“She said that it was a mistake to have made as few superficial friends as I have done in my life, and to have concentrated only on the few things I have concentrated on--her, for one. My children, for another. Sportswriting and being an ordinary citizen. This did not leave me well enough armored for the unexpected, was her opinion. She said this was because I didn't know my parents very well, had gone to a military school, and grown up in the south, which was full of betrayers and secret-keepers and untrustworthy people, which I agree is true, though I never knew any of them.”
Richard Ford, The Sportswriter

“Could you just imagine? If every suicide rose--think of Faulkner's Quentin Compson as a vampire. I don't hate the South I don't I don't. She wondered how they'd have worked it out in Cambridge when Quentin threw himself off the Andersen bridge into the Charles amid the odor of the honeysuckle, not the beer, sweat, rum, and tainted magnolias of this city, precariously beneath the level of the water. The Compson blood had thinned out; at least this way, he's restore it after a fashion.”
Susan Shwartz, Carpetbagger

Thomas Bailey Aldrich
“So I sit there kicked my heels, thinking about New Orleans, and watching a morbid blue-bottle fly attempt to commit suicide by butting his head against the windowpane.”
Thomas Bailey Aldrich, The Story of a Bad Boy

“In my South, the most treasured things passed down from generation to generation are the family recipes.”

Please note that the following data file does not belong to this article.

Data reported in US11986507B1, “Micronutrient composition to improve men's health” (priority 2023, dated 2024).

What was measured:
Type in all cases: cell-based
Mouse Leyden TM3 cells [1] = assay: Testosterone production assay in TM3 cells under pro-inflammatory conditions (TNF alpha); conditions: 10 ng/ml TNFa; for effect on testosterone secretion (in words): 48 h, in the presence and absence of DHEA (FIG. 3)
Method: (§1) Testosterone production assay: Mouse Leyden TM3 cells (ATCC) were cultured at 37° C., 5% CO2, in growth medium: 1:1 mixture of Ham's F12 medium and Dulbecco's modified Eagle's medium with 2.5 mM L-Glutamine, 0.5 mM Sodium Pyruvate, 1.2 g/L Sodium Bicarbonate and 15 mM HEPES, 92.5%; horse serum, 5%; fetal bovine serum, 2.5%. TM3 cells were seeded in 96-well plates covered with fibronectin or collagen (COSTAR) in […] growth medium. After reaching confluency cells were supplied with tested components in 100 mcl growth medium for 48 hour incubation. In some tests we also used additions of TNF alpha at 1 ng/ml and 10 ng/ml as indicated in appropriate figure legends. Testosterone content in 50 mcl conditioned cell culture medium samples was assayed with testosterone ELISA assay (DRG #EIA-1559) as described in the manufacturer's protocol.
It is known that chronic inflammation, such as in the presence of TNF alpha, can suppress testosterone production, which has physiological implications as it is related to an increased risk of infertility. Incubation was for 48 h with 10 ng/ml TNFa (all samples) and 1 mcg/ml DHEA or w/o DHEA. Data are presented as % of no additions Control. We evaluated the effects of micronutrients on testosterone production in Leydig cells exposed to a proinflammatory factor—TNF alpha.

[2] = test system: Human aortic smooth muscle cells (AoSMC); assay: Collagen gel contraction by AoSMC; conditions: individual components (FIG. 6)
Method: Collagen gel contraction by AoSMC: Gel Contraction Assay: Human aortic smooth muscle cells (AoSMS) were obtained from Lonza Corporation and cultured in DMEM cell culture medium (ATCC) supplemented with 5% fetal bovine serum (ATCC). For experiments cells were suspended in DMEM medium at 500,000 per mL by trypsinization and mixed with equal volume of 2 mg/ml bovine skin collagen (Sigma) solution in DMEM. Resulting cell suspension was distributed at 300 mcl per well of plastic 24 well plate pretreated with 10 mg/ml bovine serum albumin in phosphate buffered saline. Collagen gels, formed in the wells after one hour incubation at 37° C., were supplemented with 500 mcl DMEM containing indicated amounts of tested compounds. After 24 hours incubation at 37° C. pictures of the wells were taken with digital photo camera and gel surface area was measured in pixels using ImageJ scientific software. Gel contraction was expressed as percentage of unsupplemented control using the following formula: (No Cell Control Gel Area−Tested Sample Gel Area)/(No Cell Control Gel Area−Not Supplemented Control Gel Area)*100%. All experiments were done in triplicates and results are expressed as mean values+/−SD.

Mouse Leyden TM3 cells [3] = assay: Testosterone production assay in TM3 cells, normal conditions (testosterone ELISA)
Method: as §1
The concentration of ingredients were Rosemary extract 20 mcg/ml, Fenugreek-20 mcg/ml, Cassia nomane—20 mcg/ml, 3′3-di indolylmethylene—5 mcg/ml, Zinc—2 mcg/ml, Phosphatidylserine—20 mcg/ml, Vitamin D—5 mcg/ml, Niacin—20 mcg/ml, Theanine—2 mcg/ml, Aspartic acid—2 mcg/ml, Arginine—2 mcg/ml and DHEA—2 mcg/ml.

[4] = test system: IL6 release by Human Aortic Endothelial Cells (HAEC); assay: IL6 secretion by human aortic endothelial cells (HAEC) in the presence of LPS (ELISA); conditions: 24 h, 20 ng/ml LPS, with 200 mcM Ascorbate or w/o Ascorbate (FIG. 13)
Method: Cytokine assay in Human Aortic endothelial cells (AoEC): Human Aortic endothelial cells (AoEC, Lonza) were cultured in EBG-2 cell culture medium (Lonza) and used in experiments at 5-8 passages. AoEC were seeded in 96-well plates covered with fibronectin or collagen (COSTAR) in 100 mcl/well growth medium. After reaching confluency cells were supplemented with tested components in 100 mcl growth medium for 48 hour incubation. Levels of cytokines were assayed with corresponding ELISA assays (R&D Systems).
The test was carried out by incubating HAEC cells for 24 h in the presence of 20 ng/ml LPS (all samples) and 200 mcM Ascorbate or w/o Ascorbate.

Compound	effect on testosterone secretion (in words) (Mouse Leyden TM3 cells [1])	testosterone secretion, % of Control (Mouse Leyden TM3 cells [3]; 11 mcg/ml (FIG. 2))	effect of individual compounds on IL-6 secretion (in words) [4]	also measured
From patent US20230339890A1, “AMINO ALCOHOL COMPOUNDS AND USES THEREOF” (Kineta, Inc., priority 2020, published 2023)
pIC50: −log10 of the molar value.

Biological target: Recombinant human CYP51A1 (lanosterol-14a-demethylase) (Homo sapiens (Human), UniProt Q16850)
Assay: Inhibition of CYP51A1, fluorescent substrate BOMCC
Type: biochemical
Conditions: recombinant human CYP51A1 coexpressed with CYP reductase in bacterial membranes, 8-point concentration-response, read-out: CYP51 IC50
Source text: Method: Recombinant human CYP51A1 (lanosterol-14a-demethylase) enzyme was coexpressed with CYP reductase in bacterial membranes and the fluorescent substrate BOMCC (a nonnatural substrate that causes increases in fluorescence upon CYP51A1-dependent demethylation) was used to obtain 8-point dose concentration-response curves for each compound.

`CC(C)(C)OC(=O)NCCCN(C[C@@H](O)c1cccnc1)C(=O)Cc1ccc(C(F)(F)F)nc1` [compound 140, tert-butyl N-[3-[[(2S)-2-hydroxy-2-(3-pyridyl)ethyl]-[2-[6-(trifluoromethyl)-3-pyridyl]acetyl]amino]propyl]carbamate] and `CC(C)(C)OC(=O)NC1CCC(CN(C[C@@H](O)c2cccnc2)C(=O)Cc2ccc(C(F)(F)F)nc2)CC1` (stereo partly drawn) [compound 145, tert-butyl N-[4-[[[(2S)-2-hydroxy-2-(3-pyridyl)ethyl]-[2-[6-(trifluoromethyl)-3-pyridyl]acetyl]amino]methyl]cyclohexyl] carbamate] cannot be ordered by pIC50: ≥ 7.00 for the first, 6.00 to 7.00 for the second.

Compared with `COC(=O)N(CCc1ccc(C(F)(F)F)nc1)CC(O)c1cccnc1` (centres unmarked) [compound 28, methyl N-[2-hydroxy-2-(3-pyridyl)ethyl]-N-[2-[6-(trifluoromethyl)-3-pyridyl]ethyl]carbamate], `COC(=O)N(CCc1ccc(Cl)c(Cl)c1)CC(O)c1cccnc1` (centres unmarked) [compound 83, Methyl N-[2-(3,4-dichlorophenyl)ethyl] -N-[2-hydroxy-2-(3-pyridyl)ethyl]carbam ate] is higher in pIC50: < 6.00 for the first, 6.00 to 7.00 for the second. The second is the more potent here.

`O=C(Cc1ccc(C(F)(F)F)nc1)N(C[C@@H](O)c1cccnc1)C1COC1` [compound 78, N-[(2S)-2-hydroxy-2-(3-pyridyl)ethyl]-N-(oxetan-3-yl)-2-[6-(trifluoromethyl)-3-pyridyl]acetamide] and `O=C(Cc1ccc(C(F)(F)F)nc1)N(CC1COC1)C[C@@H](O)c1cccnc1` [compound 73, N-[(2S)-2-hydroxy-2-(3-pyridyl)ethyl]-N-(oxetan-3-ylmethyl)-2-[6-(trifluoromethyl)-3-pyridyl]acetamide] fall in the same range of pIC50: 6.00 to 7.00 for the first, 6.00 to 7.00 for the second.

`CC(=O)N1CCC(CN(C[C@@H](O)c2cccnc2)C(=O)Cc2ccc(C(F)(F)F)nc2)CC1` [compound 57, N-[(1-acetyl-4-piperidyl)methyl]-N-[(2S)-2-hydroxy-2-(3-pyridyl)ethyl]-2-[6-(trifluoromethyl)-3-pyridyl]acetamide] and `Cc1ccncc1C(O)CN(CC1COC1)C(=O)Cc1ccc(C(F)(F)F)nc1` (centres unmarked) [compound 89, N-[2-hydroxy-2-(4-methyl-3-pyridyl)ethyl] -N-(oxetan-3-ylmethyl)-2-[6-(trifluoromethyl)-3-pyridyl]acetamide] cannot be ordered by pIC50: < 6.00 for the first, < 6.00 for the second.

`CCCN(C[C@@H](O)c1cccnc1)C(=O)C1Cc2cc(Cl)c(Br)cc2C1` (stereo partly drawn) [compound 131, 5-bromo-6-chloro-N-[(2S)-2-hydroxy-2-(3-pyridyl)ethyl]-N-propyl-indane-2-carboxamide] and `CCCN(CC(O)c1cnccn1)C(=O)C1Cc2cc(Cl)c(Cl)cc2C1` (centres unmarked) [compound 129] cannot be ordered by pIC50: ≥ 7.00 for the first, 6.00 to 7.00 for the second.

Robert St. John

James Dickey
“The women of the South have brought into American literature a unique mixture of domesticity and grotesquerie.”
James Dickey

Anne Rivers Siddons
“All over Atlanta that fall, in the blue twilights, girls came clicking home from their jobs in their clunky heels and miniskirts and opened their apartment windows to the winesap air, and got out ice cubes, and put on Petula Clark singing 'Downtown', and sat down to wait.

Soon the young men would come, drifting out of their bachelor apartments in Bermuda shorts and Topsiders, carrying beers and gin and tonics, looking for a refill and a a date and the keeping of promises that hung in the bronze air like fruit on the eve of ripeness.”
Anne Rivers Siddons, Downtown

Richard Ford
“Fincher was the kind of Southerner who will try to address you through a web of deep and antic southernness, and who assumes every body in earshot knows all about his parents and history and wants to hear an update about them at every opportunity. He looks young, but still manages to act 65.”
Richard Ford, The Sportswriter

Stephen Crane
“The ranks opened covertly to avoid the corpse. The invulnerable dead man forced a way for himself. The youth looked keenly at the ashen face. The wind raised the tawny beard. It moved as if a hand were stroking it. He vaguely desired to walk around and around the body and stare; the impulse of the living to try to read in dead eyes the answer to the Question.”
Stephen Crane

“It is critical that both North and South work collectively for facing the online challenges in defeating the criminals but we also need to ensure that the internet remains a platform for freedom of expression and uncensored information otherwise, it will have a negative impact on social economic development.”
Arzak Khan

“Connecting any strategic infrastructure to the internet makes it vulnerable to security threats and most government systems connected in South are extremely vulnerable to hacking, data leakages and hijacking.”
Arzak Khan

Phillip C. McGraw
“I didn't just come in on a load of turnips!”
Phillip C. McGraw